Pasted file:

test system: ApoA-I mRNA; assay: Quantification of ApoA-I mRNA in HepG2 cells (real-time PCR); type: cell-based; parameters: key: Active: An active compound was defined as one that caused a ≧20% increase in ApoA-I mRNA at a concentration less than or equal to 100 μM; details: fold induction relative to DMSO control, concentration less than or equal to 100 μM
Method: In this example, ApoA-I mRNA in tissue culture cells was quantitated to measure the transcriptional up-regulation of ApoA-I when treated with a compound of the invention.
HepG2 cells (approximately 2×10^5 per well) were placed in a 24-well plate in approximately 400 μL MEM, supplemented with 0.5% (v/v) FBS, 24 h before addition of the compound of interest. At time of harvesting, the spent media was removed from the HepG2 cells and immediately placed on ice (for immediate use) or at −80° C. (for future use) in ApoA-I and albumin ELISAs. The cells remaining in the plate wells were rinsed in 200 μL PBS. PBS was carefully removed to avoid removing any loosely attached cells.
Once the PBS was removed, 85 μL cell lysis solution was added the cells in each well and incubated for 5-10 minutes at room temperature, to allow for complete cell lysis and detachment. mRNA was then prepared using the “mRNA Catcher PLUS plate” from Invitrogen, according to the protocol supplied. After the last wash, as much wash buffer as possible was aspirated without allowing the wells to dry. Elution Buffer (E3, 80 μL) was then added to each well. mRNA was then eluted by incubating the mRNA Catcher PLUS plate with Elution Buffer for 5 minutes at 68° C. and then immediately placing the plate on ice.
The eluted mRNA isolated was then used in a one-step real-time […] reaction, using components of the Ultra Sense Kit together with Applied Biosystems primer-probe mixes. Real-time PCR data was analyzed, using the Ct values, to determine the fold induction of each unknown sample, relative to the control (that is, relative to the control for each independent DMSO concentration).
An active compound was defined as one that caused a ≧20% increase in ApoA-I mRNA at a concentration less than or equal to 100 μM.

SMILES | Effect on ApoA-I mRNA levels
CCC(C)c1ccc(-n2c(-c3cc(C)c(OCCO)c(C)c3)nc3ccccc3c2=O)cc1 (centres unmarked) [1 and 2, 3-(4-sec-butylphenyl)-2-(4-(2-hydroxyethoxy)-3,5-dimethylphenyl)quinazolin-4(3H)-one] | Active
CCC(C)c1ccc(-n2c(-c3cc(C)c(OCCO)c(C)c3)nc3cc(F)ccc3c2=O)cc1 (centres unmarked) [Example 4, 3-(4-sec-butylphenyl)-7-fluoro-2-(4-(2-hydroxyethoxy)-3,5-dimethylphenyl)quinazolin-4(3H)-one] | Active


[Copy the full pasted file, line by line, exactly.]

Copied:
test system: ApoA-I mRNA; assay: Quantification of ApoA-I mRNA in HepG2 cells (real-time PCR); type: cell-based; parameters: key: Active: An active compound was defined as one that caused a ≧20% increase in ApoA-I mRNA at a concentration less than or equal to 100 μM; details: fold induction relative to DMSO control, concentration less than or equal to 100 μM
Method: In this example, ApoA-I mRNA in tissue culture cells was quantitated to measure the transcriptional up-regulation of ApoA-I when treated with a compound of the invention.
HepG2 cells (approximately 2×10^5 per well) were placed in a 24-well plate in approximately 400 μL MEM, supplemented with 0.5% (v/v) FBS, 24 h before addition of the compound of interest. At time of harvesting, the spent media was removed from the HepG2 cells and immediately placed on ice (for immediate use) or at −80° C. (for future use) in ApoA-I and albumin ELISAs. The cells remaining in the plate wells were rinsed in 200 μL PBS. PBS was carefully removed to avoid removing any loosely attached cells.
Once the PBS was removed, 85 μL cell lysis solution was added the cells in each well and incubated for 5-10 minutes at room temperature, to allow for complete cell lysis and detachment. mRNA was then prepared using the “mRNA Catcher PLUS plate” from Invitrogen, according to the protocol supplied. After the last wash, as much wash buffer as possible was aspirated without allowing the wells to dry. Elution Buffer (E3, 80 μL) was then added to each well. mRNA was then eluted by incubating the mRNA Catcher PLUS plate with Elution Buffer for 5 minutes at 68° C. and then immediately placing the plate on ice.
The eluted mRNA isolated was then used in a one-step real-time […] reaction, using components of the Ultra Sense Kit together with Applied Biosystems primer-probe mixes. Real-time PCR data was analyzed, using the Ct values, to determine the fold induction of each unknown sample, relative to the control (that is, relative to the control for each independent DMSO concentration).
An active compound was defined as one that caused a ≧20% increase in ApoA-I mRNA at a concentration less than or equal to 100 μM.

SMILES | Effect on ApoA-I mRNA levels
CCC(C)c1ccc(-n2c(-c3cc(C)c(OCCO)c(C)c3)nc3ccccc3c2=O)cc1 (centres unmarked) [1 and 2, 3-(4-sec-butylphenyl)-2-(4-(2-hydroxyethoxy)-3,5-dimethylphenyl)quinazolin-4(3H)-one] | Active
CCC(C)c1ccc(-n2c(-c3cc(C)c(OCCO)c(C)c3)nc3cc(F)ccc3c2=O)cc1 (centres unmarked) [Example 4, 3-(4-sec-butylphenyl)-7-fluoro-2-(4-(2-hydroxyethoxy)-3,5-dimethylphenyl)quinazolin-4(3H)-one] | Active